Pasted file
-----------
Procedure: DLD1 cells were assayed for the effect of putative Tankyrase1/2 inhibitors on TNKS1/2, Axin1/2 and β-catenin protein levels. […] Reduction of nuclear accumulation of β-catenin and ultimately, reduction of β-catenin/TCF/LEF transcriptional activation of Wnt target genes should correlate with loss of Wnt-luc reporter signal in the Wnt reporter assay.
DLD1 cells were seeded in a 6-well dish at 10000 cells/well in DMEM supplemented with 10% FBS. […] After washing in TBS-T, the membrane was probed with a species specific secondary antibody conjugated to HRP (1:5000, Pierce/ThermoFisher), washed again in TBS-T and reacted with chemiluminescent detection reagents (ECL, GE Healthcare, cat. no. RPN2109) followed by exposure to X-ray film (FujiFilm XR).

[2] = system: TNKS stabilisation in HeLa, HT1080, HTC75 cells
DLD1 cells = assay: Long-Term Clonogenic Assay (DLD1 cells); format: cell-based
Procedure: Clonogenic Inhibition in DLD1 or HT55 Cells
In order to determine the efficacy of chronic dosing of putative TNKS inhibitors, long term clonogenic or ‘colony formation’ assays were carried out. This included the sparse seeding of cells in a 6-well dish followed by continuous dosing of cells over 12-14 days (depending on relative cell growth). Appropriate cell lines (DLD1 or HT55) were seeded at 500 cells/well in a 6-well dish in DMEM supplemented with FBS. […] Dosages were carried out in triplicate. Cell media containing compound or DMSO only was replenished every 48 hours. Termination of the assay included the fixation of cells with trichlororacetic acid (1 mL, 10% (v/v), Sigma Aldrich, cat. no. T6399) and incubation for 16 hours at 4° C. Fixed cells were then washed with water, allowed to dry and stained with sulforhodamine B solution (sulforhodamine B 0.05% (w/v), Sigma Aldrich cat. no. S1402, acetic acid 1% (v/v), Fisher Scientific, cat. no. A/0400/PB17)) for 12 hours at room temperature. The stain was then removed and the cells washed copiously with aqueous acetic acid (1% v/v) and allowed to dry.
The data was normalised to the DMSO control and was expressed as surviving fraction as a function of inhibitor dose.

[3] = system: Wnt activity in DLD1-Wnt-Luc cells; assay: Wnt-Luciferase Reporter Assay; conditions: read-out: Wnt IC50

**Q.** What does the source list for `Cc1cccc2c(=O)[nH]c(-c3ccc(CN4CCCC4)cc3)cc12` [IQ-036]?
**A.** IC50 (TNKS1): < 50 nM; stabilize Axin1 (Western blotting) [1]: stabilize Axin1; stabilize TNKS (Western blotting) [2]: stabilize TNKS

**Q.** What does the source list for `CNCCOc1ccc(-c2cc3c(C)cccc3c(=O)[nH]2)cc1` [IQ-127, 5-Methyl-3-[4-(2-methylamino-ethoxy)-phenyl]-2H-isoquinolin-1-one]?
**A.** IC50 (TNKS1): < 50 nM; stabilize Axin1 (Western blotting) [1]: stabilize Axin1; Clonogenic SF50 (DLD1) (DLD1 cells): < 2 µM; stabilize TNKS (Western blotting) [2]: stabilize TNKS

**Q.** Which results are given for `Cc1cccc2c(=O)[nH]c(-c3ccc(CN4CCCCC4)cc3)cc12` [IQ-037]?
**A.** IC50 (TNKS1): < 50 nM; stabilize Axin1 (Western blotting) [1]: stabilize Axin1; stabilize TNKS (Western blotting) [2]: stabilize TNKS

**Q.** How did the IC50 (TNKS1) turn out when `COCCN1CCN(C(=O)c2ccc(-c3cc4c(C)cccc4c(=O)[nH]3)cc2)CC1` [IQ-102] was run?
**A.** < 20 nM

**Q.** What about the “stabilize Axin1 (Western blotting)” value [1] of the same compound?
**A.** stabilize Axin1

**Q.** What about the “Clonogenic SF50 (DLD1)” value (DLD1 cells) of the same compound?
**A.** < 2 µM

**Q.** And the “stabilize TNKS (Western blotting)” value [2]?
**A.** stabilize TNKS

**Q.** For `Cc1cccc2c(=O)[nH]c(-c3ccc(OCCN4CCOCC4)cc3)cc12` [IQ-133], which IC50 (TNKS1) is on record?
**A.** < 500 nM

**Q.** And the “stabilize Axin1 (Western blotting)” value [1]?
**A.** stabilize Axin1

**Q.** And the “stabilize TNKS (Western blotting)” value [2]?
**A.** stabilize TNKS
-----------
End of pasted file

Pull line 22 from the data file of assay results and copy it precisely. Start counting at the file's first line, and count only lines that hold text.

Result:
**A.** stabilize TNKS